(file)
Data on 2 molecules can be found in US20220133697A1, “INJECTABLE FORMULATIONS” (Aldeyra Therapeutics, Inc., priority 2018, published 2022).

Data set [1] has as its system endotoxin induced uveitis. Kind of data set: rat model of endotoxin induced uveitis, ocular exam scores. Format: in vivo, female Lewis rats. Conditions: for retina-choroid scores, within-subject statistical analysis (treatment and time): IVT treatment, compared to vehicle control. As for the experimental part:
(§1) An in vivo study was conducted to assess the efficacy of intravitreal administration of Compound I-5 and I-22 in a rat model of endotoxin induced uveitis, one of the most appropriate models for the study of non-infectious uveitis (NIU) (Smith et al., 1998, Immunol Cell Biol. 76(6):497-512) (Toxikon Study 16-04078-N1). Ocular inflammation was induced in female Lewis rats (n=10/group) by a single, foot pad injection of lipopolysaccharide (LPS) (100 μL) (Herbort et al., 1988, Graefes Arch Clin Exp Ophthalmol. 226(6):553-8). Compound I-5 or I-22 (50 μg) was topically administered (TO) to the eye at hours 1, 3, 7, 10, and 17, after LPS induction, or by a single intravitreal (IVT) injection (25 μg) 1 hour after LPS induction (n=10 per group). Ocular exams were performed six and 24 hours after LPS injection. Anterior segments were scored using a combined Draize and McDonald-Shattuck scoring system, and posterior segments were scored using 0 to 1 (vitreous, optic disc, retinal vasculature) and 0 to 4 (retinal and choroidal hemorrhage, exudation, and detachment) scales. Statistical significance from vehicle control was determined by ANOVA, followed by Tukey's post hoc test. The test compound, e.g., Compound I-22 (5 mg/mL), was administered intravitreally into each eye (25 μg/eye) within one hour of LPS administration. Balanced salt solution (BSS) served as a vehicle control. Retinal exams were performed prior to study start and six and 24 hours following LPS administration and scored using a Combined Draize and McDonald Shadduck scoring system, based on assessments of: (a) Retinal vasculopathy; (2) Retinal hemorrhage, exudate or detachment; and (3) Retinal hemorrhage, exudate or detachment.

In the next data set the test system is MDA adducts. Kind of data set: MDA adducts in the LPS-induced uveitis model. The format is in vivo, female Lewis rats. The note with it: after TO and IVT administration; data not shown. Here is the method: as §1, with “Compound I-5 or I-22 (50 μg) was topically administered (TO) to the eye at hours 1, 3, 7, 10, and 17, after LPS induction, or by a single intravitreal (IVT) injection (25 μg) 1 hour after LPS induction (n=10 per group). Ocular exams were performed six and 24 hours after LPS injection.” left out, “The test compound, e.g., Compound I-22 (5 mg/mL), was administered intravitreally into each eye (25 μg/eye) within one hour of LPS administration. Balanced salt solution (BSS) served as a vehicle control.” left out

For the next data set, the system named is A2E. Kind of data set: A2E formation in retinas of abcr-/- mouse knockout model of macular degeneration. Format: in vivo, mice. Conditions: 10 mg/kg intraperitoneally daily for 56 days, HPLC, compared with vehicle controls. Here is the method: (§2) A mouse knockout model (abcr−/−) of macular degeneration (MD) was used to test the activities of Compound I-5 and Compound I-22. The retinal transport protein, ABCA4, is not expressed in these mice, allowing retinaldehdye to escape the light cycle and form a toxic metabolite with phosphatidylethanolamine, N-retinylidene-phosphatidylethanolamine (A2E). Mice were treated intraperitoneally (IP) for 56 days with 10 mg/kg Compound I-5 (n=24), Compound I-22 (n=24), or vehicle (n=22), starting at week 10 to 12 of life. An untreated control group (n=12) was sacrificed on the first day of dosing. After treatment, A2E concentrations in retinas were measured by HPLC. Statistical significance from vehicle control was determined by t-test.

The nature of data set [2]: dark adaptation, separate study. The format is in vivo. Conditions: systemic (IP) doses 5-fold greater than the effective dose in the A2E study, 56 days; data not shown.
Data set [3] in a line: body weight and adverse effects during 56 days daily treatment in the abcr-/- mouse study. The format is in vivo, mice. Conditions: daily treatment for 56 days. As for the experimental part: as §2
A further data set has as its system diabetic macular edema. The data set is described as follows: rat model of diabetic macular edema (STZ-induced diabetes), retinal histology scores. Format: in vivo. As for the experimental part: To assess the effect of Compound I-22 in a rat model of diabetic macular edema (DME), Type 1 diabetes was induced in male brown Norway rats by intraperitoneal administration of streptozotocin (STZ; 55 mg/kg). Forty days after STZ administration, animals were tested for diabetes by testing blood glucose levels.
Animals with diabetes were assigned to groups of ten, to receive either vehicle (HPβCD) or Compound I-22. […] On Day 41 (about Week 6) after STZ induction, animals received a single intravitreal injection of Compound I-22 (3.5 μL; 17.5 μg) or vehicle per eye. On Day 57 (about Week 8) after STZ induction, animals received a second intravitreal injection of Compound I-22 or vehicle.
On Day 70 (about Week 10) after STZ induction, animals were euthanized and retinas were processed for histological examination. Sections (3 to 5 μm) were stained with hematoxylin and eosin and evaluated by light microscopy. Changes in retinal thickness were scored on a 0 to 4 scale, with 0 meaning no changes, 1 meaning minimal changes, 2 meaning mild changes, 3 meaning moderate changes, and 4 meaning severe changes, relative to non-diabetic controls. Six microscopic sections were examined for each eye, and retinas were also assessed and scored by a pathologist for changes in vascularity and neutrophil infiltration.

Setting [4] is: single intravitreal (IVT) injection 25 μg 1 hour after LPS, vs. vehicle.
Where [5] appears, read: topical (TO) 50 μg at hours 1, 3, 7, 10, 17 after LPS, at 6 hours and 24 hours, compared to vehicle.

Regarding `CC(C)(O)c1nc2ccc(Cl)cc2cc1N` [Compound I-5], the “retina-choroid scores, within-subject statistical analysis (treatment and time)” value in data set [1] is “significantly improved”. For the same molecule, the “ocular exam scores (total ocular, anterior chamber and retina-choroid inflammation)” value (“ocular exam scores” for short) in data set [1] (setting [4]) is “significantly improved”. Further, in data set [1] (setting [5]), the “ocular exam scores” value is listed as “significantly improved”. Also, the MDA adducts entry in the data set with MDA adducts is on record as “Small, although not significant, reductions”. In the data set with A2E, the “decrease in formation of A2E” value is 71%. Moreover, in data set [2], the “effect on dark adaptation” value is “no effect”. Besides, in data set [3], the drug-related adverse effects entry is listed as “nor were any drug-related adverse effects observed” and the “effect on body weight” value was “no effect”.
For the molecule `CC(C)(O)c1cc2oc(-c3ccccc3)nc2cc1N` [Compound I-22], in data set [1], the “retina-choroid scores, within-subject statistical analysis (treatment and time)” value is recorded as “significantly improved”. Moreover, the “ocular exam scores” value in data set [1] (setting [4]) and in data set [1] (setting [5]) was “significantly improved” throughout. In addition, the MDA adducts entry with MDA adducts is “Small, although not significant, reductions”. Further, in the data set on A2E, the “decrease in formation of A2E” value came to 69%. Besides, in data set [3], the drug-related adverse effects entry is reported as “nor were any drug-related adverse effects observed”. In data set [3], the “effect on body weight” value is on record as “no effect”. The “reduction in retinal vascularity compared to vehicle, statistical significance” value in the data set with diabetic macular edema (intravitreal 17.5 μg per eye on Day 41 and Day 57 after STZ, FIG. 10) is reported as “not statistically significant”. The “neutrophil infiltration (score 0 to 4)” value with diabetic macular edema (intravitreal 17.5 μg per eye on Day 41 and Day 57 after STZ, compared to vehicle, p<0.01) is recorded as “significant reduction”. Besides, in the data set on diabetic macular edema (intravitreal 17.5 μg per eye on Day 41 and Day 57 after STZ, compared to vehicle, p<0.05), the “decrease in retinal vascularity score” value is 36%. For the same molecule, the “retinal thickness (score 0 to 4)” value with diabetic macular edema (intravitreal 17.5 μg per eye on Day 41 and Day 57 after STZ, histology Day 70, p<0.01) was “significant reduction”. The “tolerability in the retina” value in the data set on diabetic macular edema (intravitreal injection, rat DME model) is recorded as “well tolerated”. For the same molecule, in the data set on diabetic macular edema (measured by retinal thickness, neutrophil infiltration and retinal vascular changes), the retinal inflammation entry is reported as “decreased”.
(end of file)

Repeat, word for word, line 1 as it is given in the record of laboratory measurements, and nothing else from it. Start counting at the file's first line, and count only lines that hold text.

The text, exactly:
Data on 2 molecules can be found in US20220133697A1, “INJECTABLE FORMULATIONS” (Aldeyra Therapeutics, Inc., priority 2018, published 2022).